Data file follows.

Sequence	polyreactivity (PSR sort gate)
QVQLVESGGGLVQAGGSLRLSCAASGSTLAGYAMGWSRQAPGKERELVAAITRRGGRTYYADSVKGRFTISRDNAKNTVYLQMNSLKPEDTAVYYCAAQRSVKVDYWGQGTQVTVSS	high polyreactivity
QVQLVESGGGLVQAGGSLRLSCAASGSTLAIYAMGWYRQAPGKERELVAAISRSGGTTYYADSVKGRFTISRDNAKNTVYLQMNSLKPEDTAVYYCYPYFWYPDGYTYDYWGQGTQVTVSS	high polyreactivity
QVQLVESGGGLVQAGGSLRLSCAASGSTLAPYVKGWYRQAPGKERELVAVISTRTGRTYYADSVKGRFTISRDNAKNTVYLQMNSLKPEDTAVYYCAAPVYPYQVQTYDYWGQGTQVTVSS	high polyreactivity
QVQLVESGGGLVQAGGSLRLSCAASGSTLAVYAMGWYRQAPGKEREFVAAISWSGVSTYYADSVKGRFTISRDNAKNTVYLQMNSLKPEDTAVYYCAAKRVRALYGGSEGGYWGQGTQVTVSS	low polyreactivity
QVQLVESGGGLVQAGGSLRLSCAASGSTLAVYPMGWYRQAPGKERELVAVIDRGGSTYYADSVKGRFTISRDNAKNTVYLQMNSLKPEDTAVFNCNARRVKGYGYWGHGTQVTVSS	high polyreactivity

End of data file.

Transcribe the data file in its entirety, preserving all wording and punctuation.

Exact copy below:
Sequence	polyreactivity (PSR sort gate)
QVQLVESGGGLVQAGGSLRLSCAASGSTLAGYAMGWSRQAPGKERELVAAITRRGGRTYYADSVKGRFTISRDNAKNTVYLQMNSLKPEDTAVYYCAAQRSVKVDYWGQGTQVTVSS	high polyreactivity
QVQLVESGGGLVQAGGSLRLSCAASGSTLAIYAMGWYRQAPGKERELVAAISRSGGTTYYADSVKGRFTISRDNAKNTVYLQMNSLKPEDTAVYYCYPYFWYPDGYTYDYWGQGTQVTVSS	high polyreactivity
QVQLVESGGGLVQAGGSLRLSCAASGSTLAPYVKGWYRQAPGKERELVAVISTRTGRTYYADSVKGRFTISRDNAKNTVYLQMNSLKPEDTAVYYCAAPVYPYQVQTYDYWGQGTQVTVSS	high polyreactivity
QVQLVESGGGLVQAGGSLRLSCAASGSTLAVYAMGWYRQAPGKEREFVAAISWSGVSTYYADSVKGRFTISRDNAKNTVYLQMNSLKPEDTAVYYCAAKRVRALYGGSEGGYWGQGTQVTVSS	low polyreactivity
QVQLVESGGGLVQAGGSLRLSCAASGSTLAVYPMGWYRQAPGKERELVAVIDRGGSTYYADSVKGRFTISRDNAKNTVYLQMNSLKPEDTAVFNCNARRVKGYGYWGHGTQVTVSS	high polyreactivity